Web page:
Aristan and Selznick were not necessarily stars on the racetrack, but they still mean everything to the people who helped bring them into the world, their breeders. That is why the two retired Thoroughbreds are among the first Thoroughbred Retirement Foundation horses set to return to their birthplaces under a TRF initiative to include breeders in the care and expenditures involved in taking care of the more than 1,300 retired horses under the organization's care.
"We know that there are many conscientious breeders out there who care about the horses they brought into the world and would never want anything bad to happen to them," said TRF executive director Diana Pikulksi. "Sometimes, horses slip through the cracks and their breeders or original owners never know what happened to them. In many cases, they wind up with us. We want to give people the chance to take these horses back and care for them, just as they did when they were babies on their farms."
The TRF is only in the initial stages of the program, but has already received a positive response from those breeders who have been contacted. The first to agree to take part in the program were Marlene Brody of Gallagher's Stud in Ghent, New York and Arthur and Staci Hancock of Stone Farm in Paris, Kentucky.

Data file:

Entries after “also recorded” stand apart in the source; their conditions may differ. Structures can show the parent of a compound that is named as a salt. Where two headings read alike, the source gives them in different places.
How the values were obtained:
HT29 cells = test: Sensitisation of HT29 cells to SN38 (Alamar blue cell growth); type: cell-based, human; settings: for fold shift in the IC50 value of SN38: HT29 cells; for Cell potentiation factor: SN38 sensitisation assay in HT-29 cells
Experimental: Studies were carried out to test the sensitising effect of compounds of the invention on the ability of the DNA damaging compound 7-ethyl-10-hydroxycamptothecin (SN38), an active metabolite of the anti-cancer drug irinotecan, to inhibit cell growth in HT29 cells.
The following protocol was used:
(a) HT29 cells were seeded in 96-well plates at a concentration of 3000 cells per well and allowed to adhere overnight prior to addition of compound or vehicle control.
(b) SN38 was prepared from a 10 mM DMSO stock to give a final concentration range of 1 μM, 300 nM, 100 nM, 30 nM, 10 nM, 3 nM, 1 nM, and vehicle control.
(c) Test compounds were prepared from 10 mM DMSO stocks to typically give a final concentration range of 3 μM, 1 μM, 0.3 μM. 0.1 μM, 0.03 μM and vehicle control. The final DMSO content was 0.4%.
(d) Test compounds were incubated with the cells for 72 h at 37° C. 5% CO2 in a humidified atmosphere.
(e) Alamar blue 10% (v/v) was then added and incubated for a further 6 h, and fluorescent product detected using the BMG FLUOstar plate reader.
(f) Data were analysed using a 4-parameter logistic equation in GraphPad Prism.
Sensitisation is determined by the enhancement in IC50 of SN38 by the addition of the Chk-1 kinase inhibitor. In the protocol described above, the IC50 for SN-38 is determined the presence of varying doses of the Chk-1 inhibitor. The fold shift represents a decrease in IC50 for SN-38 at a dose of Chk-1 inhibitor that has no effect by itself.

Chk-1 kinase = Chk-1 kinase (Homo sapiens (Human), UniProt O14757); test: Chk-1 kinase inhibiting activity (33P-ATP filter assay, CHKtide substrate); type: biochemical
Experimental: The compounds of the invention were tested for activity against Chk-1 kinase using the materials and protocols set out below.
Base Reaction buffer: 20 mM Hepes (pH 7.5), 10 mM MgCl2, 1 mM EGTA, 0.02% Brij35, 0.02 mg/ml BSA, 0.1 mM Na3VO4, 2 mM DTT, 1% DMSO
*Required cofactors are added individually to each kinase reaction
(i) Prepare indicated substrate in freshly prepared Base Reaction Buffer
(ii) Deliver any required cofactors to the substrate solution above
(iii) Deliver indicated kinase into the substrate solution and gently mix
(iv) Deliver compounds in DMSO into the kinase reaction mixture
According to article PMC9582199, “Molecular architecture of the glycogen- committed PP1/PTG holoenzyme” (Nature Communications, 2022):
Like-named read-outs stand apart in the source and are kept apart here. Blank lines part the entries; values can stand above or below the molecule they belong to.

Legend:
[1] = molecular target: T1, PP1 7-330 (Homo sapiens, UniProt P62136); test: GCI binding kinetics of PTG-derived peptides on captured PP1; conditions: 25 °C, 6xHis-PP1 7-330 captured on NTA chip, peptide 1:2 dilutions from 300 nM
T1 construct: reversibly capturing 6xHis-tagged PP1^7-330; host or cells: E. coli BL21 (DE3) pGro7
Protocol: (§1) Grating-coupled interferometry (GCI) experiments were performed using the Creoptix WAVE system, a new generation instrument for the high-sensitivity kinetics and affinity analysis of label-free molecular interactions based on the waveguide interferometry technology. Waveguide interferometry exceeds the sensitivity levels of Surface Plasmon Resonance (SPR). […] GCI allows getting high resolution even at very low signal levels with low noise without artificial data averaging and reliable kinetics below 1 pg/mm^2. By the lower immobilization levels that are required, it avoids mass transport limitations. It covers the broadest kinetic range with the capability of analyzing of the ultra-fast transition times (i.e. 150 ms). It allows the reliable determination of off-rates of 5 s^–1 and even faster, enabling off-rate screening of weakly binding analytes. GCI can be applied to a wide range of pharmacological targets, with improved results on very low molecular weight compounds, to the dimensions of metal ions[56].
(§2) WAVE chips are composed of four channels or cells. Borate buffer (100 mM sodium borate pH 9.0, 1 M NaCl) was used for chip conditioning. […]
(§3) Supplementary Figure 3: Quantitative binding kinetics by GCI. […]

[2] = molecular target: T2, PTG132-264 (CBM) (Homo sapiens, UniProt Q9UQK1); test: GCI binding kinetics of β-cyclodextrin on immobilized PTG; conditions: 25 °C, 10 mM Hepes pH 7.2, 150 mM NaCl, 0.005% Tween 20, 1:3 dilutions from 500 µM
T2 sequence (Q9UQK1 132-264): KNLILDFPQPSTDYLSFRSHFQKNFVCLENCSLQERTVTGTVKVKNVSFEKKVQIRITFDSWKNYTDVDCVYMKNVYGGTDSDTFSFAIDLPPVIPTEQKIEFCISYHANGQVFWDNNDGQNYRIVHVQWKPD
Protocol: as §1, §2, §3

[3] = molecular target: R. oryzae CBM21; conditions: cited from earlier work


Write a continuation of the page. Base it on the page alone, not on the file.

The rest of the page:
Aristan, a 15-year-old gelding, was bred by Mrs. Brody and her late husband, Jerry. He came to the TRF after finishing seventh in a $5,000 claimer at Penn National in 1999.
"I think all breeders should be willing to take back a horse that they bred who needs a home, if they have a farm," said Marlene Brody. "Or everyone should pay money into a fund to care for unwanted racehorses."
Aristan has already arrived at Gallagher's Stud, where he is enjoying the good life.
Selznick, who is a 9-year-old son of Harlan, was bred by the Hancock's Stone Farm. He last appeared in a $5,500 claimer at Turf Paradise in 2001. He will soon be returned to the Hancocks.
"Because of the on-going efforts of the TRF, we are bringing Selznick back to Stone Farm," Staci Hancock said. "I haven't seen him since he was sold as a yearling in '98, but I remember him as a beautiful colt. I look forward to seeing him again. I plan to turn him out with some other geldings who have found their way back to Stone Farm also. I am looking to find them all second careers."As breeders, we can't take every horse back. We need to join together to stop slaughter so that horses who are not successful on the track have a chance for a second career. Too many times owners are impatient and take the quick and easy way out. They ask too much from their horses too early and too often and allow medications that cause permanent injury, robbing them of the chance to perform on a different level."Breeders who do not have farms or adequate space to take in extra horses can still contribute by sponsoring a horse or by making a direction contribution to the TRF.
"We are committed to taking care of as many retired Thoroughbreds as possible," Pikulski said. "Every time someone can take back a horse, that opens up space and financial resources to for a new horse in need. By taking back a horse they bred, a breeder will be doing more than just giving a home to their horse. They very well could be saving the life of a horse who otherwise might have gone to slaughter."